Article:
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Isidoro M. Ferry
José Luis López Vázquez,
Concha López Silva
Immigrants Luigi and Lafayette work for Andreas Flaxman at his wax museum in Lower Manhattan. Luigi, an asthmatic middle-aged romantic, works as an artist/sculptor while the Lafayette functions as a jack-of-all trades for Flaxman, who is obsessed with Ancient Rome, a preoccupation that most of his exhibits reflect. Lafayette lives in a rat-infested basement some blocks away and carries a whistle with to scare the rodents, which seem to be endemic to the area. He also works as a stagehand for a feminist theater group in their Off-off Broadway theater where he suffers their sexist abuses including being forced to wear a leotard. Angelica, one of the beautiful actresses in the troupe is attracted to him, and they begin a relationship. At the same time Luigi comes across the 50 foot model of King Kong in a Hudson River landfill, apparently discarded after the 1976 movie version of "King Kong." There he finds an orphaned baby chimpanzee which he takes to be the giant simian's son. Allergic... Written by
The baby chimp is assumed to be the son of King Kong. Disregarding the size difference, it would be impossible for a gorilla to father a chimpanzee. See more »
You put Nixon's head upon Nero's body. I saw up there.
There is history and there is compromise. Sometimes the two flow together, and we have what is called historical compromise.
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Marco Ferreri directed some of the most unusual films of the 1970s - from the castration love story "La Derniere Femme", to the gluttony fuelled orgy of "La Grande Bouffe". Bye Bye Monkey might not match those films for quality or shock value, but it most definitely surpasses them in the weirdness stakes.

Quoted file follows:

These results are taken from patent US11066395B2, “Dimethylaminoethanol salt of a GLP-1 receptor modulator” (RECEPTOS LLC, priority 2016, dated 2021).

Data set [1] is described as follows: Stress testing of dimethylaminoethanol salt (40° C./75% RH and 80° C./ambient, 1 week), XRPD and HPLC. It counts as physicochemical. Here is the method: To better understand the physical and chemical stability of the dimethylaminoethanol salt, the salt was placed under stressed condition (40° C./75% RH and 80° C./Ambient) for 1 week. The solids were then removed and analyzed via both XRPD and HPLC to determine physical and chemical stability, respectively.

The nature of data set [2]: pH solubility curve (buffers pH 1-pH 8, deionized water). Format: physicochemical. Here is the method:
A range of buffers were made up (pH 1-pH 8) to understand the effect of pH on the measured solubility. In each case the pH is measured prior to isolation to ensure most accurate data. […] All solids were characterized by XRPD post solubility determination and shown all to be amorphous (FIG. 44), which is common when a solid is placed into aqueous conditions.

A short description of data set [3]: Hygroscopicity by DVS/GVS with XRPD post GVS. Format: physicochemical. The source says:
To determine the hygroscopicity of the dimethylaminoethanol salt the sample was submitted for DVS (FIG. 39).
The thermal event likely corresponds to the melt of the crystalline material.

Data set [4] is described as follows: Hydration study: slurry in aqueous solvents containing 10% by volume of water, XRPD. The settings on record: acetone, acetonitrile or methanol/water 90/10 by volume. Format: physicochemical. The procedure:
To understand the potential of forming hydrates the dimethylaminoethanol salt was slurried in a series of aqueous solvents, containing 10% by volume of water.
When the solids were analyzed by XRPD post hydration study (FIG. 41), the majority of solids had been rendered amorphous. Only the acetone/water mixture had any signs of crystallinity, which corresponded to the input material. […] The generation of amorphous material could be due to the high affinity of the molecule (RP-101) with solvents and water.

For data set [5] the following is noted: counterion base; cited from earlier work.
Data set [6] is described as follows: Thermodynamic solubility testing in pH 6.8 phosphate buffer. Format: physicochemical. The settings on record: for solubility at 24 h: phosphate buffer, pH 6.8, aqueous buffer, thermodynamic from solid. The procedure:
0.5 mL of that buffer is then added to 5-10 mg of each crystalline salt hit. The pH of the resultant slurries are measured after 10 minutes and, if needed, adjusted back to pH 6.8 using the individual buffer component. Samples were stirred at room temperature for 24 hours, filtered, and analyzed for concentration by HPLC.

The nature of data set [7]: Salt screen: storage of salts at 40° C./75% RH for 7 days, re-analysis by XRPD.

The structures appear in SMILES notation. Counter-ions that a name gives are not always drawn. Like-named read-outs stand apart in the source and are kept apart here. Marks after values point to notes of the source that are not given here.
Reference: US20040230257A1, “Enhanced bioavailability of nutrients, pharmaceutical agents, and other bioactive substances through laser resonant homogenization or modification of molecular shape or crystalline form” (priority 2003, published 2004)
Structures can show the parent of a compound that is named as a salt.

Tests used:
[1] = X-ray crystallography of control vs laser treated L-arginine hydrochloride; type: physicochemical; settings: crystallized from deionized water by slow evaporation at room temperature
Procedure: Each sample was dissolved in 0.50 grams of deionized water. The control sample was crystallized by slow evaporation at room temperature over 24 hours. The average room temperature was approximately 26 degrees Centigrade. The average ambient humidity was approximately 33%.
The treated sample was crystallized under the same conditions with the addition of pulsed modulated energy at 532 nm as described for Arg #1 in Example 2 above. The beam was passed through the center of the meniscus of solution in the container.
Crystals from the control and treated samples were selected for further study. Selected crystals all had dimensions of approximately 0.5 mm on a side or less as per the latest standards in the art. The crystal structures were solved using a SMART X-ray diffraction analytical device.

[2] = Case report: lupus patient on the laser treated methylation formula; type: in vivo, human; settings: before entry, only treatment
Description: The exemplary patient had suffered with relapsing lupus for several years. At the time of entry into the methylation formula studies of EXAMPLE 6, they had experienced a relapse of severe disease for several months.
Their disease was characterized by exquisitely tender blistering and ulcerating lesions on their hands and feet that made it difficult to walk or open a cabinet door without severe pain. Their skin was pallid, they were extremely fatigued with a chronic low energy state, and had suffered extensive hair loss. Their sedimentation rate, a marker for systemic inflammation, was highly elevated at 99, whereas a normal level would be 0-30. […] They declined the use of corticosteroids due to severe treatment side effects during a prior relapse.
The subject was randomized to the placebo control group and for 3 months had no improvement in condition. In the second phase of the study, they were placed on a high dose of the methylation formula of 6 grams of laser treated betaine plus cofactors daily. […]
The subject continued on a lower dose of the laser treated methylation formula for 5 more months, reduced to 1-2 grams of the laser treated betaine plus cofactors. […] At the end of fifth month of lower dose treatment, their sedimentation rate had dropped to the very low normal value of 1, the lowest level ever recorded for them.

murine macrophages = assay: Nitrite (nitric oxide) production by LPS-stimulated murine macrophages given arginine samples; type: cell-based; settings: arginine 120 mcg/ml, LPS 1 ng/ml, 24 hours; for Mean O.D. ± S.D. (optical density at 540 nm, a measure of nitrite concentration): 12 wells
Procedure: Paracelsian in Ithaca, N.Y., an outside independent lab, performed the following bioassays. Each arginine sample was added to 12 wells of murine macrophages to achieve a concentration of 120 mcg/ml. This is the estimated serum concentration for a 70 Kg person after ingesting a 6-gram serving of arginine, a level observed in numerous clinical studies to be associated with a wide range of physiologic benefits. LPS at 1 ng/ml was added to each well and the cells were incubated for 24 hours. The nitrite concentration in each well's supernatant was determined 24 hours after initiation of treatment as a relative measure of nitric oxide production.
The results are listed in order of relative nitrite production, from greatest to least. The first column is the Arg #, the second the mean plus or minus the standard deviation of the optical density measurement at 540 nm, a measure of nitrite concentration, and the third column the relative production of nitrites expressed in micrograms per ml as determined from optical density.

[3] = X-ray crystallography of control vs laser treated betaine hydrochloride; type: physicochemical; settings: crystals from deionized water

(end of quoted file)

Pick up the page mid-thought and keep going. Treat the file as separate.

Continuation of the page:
Bye Bye Monkey is a rare exercise in cinematic existentialism that does not drown in its own pretence. In fact, the film's greatest achievement is that it somehow manages to be entertaining despite having a plot which basically involves Gerard Depardieu walking around with a monkey. There are, of course, detours from this central premise and they are just as perplexing. Ferreri offers a Roman wax museum subplot, feminist dancers interested in experiencing rape, a massive gorilla corpse/sculpture and a love scene between a young Depardieu and a then 65 year old Geraldine Fitzgerald. Did I mention that Gerard Depardieu incessantly blows a whistle throughout the film?
I'm really not sure what the film's deeper meaning is intended to be, assuming that it has one at all. Bye Bye Monkey contains so many ideas and passes comment on so many issues that I gave up trying to interpret them all. However, Ferreri's favourite theme of emasculation is unmissable in everything from the dancer rapists, to Luigi's sexual frustration and the birth registrar's comments on dressing Cornelius in girl's clothing. The film is never weighed down by its philosophy and there is just as much enjoyment to be had from the surreal imagery as from the film's ambiguous subtext.
Gerard Depardieu was doing his best work in the 1970s and he turns in another muscular performance as Lafayette. I can not imagine another major actor who would accept this role in the first place, let alone approach it with the conviction that Gerard does. Marcello Mastroianni is also great as Luigi, as is Geraldine Fitzgerald in her most controversial role. However, it is James Coco who almost manages to steal the show with his outrageously over the top performance as Mr Flaxman. As good as the actors are, this remains Ferreri's show and his direction is as stylish as ever.
Bye Bye Monkey is a real oddity of the 1970s. Ferreri was a truly unique director and this may be his most individual, if not most convincing, work.
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